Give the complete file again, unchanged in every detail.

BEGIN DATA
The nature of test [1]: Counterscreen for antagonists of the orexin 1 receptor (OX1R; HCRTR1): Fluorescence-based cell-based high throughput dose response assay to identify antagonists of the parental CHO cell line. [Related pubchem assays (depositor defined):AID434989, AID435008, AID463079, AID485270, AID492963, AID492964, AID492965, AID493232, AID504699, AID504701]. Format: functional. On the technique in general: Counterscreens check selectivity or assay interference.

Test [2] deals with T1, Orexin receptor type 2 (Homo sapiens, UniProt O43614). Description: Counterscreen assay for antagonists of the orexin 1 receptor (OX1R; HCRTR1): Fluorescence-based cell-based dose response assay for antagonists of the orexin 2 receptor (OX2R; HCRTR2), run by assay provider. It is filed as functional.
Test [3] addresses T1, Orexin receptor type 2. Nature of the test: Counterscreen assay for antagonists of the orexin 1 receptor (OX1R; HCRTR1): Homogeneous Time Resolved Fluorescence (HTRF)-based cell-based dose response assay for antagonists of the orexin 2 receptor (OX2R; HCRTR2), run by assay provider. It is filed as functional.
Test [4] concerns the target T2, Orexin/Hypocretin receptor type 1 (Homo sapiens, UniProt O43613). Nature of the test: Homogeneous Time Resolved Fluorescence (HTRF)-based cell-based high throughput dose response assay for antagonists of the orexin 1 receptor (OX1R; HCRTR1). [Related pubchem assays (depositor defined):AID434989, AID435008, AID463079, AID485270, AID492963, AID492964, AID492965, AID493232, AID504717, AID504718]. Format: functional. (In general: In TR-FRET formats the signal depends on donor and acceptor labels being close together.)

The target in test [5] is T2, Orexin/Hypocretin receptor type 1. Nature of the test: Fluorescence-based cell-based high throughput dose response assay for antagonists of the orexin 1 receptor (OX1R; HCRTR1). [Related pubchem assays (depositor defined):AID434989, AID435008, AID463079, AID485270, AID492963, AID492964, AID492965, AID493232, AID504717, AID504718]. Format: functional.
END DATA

The nature of test [1]: Counterscreen for antagonists of the orexin 1 receptor (OX1R; HCRTR1): Fluorescence-based cell-based high throughput dose response assay to identify antagonists of the parental CHO cell line. [Related pubchem assays (depositor defined):AID434989, AID435008, AID463079, AID485270, AID492963, AID492964, AID492965, AID493232, AID504699, AID504701]. Format: functional. On the technique in general: Counterscreens check selectivity or assay interference.

Test [2] deals with T1, Orexin receptor type 2 (Homo sapiens, UniProt O43614). Description: Counterscreen assay for antagonists of the orexin 1 receptor (OX1R; HCRTR1): Fluorescence-based cell-based dose response assay for antagonists of the orexin 2 receptor (OX2R; HCRTR2), run by assay provider. It is filed as functional.
Test [3] addresses T1, Orexin receptor type 2. Nature of the test: Counterscreen assay for antagonists of the orexin 1 receptor (OX1R; HCRTR1): Homogeneous Time Resolved Fluorescence (HTRF)-based cell-based dose response assay for antagonists of the orexin 2 receptor (OX2R; HCRTR2), run by assay provider. It is filed as functional.
Test [4] concerns the target T2, Orexin/Hypocretin receptor type 1 (Homo sapiens, UniProt O43613). Nature of the test: Homogeneous Time Resolved Fluorescence (HTRF)-based cell-based high throughput dose response assay for antagonists of the orexin 1 receptor (OX1R; HCRTR1). [Related pubchem assays (depositor defined):AID434989, AID435008, AID463079, AID485270, AID492963, AID492964, AID492965, AID493232, AID504717, AID504718]. Format: functional. (In general: In TR-FRET formats the signal depends on donor and acceptor labels being close together.)

The target in test [5] is T2, Orexin/Hypocretin receptor type 1. Nature of the test: Fluorescence-based cell-based high throughput dose response assay for antagonists of the orexin 1 receptor (OX1R; HCRTR1). [Related pubchem assays (depositor defined):AID434989, AID435008, AID463079, AID485270, AID492963, AID492964, AID492965, AID493232, AID504717, AID504718]. Format: functional.